The Sound Agency News: Finding quiet (and maybe even peace) at work
Check out the Harvard Business Review’s article about finding peace and quiet in noisy offices.
“My uncle has a farm in Meriwether County, Georgia. When I was a kid, I spent weekends there camping, fishing, and spending time with family and friends. It was my place to wonder and wander. In a time before mobile devices, I could lie in the grass looking up at the stars and experience real solitude and silence. There were no car engines or text message alerts. The silence created space for reflection and imagination.
On a recent workday, in contrast, a venue near my office held an all-day rock concert that shook the windows in my office with sound checks and live music from 9 a.m. until I went home. The previous day I’d made a day trip to New York — a 16-hour cacophony of jet engines, pilot announcements, car horns, and strangers talking loudly into mobile phones. My experiences are not unique. Most of us now live and work in noisy environments. The ubiquity of electronic devices and the density of the cities in which we live mean that few of us regularly experience silence.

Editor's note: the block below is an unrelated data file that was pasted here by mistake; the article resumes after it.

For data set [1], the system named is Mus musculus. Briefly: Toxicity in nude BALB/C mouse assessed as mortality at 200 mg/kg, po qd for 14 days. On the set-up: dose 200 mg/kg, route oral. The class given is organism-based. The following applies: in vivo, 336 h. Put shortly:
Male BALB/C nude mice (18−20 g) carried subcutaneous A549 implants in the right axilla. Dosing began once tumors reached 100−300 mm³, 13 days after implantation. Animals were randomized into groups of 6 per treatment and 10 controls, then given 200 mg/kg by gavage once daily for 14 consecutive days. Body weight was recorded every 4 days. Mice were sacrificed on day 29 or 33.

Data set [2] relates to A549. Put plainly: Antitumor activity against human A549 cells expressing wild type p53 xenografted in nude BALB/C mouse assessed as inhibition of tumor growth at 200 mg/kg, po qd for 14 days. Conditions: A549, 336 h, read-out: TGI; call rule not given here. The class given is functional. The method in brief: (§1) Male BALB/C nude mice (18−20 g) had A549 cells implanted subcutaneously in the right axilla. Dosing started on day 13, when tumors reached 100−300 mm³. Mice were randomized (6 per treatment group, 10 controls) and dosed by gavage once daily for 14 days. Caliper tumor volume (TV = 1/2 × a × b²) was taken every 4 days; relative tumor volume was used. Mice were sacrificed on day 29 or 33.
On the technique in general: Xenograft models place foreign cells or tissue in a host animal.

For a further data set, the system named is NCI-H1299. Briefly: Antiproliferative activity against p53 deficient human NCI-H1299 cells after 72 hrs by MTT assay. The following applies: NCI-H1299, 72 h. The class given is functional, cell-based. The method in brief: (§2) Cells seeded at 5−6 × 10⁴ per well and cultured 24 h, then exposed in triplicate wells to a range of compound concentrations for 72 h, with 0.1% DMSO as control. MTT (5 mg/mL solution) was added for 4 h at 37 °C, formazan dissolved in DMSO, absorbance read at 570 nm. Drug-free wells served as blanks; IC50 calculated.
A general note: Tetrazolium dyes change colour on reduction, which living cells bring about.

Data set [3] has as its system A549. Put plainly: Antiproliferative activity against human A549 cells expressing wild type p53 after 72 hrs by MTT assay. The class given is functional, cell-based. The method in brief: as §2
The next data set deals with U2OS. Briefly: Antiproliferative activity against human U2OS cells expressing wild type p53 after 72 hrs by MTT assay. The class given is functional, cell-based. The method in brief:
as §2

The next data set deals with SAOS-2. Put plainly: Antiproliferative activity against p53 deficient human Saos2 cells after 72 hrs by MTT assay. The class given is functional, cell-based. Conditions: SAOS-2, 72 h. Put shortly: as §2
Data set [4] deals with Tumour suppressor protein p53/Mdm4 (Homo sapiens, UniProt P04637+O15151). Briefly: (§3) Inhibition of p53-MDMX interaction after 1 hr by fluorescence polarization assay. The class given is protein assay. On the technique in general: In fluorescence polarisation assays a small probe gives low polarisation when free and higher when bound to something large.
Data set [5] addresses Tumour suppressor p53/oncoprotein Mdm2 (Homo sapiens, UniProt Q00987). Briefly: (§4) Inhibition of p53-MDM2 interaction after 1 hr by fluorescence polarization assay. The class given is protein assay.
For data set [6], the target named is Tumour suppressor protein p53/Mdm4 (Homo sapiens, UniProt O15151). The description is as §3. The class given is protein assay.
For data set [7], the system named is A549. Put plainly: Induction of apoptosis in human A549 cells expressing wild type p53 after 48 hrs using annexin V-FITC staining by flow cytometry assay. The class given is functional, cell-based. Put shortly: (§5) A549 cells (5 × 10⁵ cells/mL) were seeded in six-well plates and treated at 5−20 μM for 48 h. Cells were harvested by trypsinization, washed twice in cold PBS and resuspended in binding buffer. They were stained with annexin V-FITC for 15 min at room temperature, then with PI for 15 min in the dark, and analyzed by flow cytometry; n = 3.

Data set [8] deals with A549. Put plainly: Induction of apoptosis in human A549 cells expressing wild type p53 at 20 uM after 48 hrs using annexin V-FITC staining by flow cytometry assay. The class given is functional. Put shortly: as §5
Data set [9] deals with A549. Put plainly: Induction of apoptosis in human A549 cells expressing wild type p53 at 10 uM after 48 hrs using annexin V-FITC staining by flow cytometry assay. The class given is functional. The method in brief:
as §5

All this noise is bad for us. Julian Treasure, chairman of the Sound Agency, has documented a number of these impacts in detail (PDF), noting, for example, that according to the World Health Organization 40% of Europe is exposed to noise levels that could lead to disturbed sleep, raised blood pressure, and potentially increased incidences of heart disease. The European Commission has estimated the total health and productivity costs of road traffic noise in Europe alone at €30–46 billion. And one study indicates that one in three Americans now suffers hearing impairment as a result of noise in the environment. Stephen A Stansfeld and Mark P Matheson (PDF), in a similar roundup of the health impacts of noise, note many of those highlighted by Treasure as well as high incidences of good old-fashioned “annoyance” in adults and children…” [READ MORE]